In this week’s topic, I learned that medicine, particularly anatomy and dissection, is truly the intersection of art and science. The work I found most interesting was Eduardo Kac’s “Time Capsule” project. On November 11, 1997, an artist by the name of Eduardo Kac implanted a microchip in his own ankle. With the microchip embedded into his body, he became the first human to be added into a remote database typically used for lost animals. The artist set up the “art gallery” to look like a medical room, with equipment that could be found in typical hospital rooms. It’s interesting to see that many artists and doctors would actually operate on themselves, being both the innovator and patient at the same time.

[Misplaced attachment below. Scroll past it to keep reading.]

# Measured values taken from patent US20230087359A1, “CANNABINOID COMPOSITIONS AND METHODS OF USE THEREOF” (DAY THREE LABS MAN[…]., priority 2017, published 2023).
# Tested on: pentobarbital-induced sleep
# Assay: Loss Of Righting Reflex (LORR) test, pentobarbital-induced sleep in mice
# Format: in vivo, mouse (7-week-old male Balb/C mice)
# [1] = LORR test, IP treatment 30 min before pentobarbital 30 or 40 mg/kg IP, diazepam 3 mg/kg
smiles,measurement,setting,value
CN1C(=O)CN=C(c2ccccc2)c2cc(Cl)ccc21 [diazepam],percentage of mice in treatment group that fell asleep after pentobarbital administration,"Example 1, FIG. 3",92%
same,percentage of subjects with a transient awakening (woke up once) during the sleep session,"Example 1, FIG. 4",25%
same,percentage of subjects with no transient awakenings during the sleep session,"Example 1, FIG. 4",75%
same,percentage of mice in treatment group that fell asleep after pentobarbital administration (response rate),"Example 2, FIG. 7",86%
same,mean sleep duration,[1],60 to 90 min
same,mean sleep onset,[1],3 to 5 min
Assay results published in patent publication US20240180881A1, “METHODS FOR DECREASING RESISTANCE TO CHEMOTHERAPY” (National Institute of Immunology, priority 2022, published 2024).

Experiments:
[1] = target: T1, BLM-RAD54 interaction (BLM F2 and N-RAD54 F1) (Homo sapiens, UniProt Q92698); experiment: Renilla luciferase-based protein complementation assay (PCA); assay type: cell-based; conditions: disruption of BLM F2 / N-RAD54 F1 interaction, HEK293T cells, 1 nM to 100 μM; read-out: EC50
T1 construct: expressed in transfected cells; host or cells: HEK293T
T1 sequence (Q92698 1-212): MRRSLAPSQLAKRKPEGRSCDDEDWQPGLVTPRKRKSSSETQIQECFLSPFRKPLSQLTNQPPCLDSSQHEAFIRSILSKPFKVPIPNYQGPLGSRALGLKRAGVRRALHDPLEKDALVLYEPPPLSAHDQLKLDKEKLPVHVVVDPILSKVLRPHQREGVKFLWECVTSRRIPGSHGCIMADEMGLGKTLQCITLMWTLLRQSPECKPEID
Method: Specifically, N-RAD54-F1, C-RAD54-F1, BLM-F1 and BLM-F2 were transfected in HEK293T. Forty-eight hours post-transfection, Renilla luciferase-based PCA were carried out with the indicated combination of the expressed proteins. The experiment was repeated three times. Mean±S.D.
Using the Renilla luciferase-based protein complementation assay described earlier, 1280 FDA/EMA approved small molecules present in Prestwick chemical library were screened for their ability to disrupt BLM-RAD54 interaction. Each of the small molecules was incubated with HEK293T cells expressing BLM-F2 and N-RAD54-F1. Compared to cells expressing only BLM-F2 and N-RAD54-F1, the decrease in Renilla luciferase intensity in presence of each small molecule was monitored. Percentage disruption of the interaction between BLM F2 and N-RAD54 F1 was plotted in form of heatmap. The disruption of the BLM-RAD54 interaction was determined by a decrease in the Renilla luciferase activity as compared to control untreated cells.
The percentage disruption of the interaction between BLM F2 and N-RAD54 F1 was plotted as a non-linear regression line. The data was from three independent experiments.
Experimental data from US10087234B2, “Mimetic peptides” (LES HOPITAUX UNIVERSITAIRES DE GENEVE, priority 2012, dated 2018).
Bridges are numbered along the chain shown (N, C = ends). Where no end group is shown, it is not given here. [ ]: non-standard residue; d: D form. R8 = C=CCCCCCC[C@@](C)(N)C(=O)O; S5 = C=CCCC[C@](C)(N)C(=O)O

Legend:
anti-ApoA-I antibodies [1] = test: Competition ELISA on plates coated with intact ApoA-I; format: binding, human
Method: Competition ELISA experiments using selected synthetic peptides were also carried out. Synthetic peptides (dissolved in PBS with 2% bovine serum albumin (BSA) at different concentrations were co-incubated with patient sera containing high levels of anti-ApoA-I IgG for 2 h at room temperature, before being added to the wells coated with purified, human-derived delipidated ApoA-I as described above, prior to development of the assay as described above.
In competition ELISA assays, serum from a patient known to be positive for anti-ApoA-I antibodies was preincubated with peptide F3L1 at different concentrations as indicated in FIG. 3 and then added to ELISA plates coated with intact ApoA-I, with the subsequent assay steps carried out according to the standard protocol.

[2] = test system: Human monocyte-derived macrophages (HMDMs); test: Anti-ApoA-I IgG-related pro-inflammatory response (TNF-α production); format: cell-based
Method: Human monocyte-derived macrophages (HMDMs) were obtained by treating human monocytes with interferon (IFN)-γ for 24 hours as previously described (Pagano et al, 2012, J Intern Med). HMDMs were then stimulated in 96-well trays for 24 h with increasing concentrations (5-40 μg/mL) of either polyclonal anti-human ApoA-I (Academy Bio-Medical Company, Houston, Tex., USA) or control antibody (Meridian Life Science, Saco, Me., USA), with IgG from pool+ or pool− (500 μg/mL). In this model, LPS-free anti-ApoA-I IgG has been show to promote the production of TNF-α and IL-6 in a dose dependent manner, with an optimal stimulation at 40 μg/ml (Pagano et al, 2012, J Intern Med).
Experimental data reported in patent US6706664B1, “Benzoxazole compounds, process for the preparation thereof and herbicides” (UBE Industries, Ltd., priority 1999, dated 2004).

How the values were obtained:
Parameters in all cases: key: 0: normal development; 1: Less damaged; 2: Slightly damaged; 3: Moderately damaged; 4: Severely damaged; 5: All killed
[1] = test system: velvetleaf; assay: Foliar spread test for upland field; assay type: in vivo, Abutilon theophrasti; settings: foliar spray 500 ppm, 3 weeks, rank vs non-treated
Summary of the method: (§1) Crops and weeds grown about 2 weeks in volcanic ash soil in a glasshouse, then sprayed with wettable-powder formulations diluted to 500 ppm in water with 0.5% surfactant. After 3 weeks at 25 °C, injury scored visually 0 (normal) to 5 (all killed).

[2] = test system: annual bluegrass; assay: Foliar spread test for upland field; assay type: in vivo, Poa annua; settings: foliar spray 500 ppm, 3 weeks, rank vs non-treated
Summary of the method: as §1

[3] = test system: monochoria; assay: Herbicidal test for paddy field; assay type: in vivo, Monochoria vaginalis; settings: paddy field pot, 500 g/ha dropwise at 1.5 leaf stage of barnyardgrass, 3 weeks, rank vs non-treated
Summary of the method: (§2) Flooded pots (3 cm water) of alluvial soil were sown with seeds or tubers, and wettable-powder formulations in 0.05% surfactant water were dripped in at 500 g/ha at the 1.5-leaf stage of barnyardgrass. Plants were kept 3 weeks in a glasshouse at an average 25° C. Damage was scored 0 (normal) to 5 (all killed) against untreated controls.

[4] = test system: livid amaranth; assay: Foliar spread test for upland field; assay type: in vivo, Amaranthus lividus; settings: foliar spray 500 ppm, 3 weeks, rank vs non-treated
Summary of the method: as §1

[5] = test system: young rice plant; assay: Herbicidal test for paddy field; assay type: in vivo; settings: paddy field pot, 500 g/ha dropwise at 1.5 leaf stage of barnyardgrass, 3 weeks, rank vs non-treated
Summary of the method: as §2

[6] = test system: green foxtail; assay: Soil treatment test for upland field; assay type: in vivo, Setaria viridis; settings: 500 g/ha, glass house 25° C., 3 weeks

|Eduardo Kac's Time Capsule Gallery|
|Warwick with RFID Chip|
I also found Diane Gromala’s Ted Talk, “Curative Powers of Wet, Raw Beauty” intriguing. She noted that statistically one in every five people have chronic pain, and that virtual reality is an effective alternative to relieve short-term pain because the user is so intensely distracted by the immersive media. Although I have not experienced virtual reality before, I believe Diane’s research is true. In Duke Dumont’s “I Got U” music video, a man used a virtual reality headset to escape from his sad, rainy environment to a paradise island. However, his excitement and happiness was only short-lived as he had to go back to reality when the song ended.